5. In your quinquennial reports, you stress that lay people in your Dioceses want and need formation in the faith. Their needs will certainly vary according to their circumstances. However, it is generally indispensable for Christians to have a sound religious training if they are to advance on the difficult path of following Christ with commitment. The presence of believers of other religions, not to mention the activity of sects, must impel disciples of Christ to take measures to strengthen their faith and avoid being tossed about by every wind of doctrine (cf. Eph 4: 14), so as to be able to account for the hope that makes them live (cf. I Pt 3: 15).
You are attentive to the urgent need to communicate the Word of God to people in their own culture, so that Christ's mystery may be proclaimed and welcomed by all in such a way that each one hears his own language spoken (cf. Acts 2: 6). Indeed, in order that the people of all nations and all cultures may meet Christ and walk on the paths of the Gospel, the inculturation of the Gospel message is a very important task. The efforts you have made in this area help the faith to truly take root in your Islands, in response to the essential challenge of evangelization.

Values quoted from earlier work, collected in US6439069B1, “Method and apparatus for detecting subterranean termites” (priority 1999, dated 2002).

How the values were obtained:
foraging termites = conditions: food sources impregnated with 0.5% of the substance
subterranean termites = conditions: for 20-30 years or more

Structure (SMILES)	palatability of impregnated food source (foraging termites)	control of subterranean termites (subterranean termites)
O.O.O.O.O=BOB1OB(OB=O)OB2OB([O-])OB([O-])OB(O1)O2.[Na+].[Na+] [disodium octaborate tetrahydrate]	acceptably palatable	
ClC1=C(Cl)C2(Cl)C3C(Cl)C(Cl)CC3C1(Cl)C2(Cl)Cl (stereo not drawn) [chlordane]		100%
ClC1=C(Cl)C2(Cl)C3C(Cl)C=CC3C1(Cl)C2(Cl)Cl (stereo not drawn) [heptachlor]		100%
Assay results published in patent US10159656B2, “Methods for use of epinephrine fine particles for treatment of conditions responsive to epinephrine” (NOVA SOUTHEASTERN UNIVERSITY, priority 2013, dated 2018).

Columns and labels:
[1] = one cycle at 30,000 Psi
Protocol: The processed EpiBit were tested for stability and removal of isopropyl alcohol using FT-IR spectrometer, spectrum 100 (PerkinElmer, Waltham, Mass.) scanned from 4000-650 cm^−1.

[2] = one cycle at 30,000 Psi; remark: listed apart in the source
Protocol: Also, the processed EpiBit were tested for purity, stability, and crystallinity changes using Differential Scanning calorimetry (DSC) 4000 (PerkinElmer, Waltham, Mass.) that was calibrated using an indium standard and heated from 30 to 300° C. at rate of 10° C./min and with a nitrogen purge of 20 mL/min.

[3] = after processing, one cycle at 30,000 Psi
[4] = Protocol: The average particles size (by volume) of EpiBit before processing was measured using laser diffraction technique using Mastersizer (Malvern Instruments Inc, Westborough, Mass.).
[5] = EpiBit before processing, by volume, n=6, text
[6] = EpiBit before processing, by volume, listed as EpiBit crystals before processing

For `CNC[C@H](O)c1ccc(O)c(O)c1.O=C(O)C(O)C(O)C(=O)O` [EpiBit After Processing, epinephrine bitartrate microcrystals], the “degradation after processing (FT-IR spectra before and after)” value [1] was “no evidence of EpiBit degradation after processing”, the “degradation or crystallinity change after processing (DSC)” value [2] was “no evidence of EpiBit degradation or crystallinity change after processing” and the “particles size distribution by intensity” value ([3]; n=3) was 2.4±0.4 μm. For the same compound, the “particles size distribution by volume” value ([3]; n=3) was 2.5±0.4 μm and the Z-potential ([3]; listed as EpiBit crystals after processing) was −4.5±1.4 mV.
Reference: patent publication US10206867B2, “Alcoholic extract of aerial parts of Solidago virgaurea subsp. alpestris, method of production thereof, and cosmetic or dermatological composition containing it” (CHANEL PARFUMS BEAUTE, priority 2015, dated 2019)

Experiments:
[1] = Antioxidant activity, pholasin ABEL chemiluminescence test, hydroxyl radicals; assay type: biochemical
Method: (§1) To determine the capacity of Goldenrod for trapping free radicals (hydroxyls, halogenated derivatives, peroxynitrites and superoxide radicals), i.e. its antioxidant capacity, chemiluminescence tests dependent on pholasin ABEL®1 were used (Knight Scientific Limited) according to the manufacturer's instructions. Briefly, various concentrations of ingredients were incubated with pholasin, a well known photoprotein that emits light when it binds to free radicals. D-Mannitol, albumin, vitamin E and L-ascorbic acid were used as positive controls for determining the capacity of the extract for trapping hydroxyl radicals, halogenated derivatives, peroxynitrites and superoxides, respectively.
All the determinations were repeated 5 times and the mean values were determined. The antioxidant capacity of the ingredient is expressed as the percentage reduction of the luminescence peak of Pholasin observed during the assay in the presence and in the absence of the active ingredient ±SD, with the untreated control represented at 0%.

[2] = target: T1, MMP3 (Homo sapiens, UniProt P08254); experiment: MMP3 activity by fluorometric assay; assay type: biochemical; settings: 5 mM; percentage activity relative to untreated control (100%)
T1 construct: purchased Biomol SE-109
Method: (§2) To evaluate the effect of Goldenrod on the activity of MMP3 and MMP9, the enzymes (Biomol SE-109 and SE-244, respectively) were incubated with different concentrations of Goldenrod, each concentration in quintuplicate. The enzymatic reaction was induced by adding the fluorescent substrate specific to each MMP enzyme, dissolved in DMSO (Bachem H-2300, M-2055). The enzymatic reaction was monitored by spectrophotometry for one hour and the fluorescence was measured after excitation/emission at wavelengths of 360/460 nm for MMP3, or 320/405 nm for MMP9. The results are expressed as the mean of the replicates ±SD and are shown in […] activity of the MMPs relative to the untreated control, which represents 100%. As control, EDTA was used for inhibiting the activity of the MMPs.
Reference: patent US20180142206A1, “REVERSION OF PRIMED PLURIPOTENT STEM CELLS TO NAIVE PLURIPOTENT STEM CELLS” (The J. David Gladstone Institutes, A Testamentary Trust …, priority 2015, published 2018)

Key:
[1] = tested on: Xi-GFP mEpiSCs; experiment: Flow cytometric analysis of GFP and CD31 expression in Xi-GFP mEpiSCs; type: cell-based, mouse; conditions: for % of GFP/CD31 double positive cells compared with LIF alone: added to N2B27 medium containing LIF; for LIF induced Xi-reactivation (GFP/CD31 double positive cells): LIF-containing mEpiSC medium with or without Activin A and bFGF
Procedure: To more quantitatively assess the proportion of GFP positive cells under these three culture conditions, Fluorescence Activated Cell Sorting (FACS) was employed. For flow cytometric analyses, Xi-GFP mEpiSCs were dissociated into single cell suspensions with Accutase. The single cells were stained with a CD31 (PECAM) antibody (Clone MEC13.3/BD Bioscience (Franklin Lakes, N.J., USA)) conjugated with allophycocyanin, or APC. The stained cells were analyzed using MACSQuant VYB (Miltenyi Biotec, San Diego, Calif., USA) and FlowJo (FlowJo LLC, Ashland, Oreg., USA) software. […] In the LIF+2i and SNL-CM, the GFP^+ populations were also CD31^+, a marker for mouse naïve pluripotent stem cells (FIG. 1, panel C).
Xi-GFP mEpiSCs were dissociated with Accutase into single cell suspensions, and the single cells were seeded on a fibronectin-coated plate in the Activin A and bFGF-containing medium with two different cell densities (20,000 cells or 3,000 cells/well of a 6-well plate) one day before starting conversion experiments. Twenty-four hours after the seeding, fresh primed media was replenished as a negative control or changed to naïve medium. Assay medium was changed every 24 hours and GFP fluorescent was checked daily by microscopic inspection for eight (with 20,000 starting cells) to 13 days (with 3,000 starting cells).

6. The involvement of the faithful in social life is marked by the diversity of your countries' situations. Wherever possible, lay people must play their proper part in building up the Nation. It is their duty to help men and women attain their full dimension as God's creatures. The Church's social teaching is a precious aid to serving the common good and integral dignity of the human person, particularly by making people understand what actually are the most just and fraternal living conditions in society.
Interreligious dialogue is also essential if peoples are to make peaceful progress. In some of your Islands, the believers of other religions are numerous, sometimes by far the majority, and I know that on the whole the presence of Christians is well-accepted and appreciated. As a humble light in the midst of these peoples, like lighthouses at sea, they can serve as beacons for people of good will, pointing out the way to brotherhood and agreement, thus witnessing to the Gospel.
7. Attention to families and to their harmonious development is one of your pastoral priorities. In your region, as in many regions of the world, social evolution is contributing to undermining the family structure. It is therefore necessary to remember the significance and value of marriage and the family in God's plan. Christian families must be authentic witnesses of the presence of Christ, who accompanies and sustains them in their daily lives. In fact, their mission is to "guard, reveal and communicate love, and this is a living reflection of a real sharing in God's love for humanity and the love of Christ the Lord for the Church his Bride" (Familiaris Consortio, n. 17). Likewise, families are the privileged place for the education of the young and the transmission of moral and spiritual values.